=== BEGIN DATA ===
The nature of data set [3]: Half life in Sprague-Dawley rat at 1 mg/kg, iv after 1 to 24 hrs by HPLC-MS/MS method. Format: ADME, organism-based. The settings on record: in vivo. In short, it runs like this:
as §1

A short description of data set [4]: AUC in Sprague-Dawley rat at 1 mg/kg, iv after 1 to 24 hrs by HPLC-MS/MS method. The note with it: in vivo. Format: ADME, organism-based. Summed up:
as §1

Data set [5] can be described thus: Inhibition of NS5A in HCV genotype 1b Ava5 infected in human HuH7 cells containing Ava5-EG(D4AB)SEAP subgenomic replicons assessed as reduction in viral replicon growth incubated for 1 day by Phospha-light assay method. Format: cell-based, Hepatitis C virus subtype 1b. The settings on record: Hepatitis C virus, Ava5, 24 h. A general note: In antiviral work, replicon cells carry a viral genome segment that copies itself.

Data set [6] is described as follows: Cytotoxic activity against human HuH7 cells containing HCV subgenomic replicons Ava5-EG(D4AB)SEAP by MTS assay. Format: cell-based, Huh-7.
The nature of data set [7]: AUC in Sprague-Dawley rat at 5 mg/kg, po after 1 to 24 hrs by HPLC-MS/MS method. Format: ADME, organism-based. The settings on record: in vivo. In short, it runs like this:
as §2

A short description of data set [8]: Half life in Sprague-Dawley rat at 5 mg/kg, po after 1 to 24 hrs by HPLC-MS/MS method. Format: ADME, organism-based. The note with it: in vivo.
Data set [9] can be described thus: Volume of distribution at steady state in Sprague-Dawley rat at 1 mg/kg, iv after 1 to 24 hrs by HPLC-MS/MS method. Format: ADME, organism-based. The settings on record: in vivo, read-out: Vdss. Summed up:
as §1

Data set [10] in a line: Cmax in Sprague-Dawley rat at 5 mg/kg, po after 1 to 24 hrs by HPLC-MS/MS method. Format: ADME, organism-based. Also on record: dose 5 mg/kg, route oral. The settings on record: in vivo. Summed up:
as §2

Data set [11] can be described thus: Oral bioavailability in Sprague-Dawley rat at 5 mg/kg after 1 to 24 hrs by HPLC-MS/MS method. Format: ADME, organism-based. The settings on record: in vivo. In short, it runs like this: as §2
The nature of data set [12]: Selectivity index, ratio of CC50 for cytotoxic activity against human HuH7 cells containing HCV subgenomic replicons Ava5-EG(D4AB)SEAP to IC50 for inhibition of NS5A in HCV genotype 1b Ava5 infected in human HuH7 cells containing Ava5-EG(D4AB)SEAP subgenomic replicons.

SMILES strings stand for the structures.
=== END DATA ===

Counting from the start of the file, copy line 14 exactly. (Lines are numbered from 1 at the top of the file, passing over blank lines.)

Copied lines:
Data set [11] can be described thus: Oral bioavailability in Sprague-Dawley rat at 5 mg/kg after 1 to 24 hrs by HPLC-MS/MS method. Format: ADME, organism-based. The settings on record: in vivo. In short, it runs like this: as §2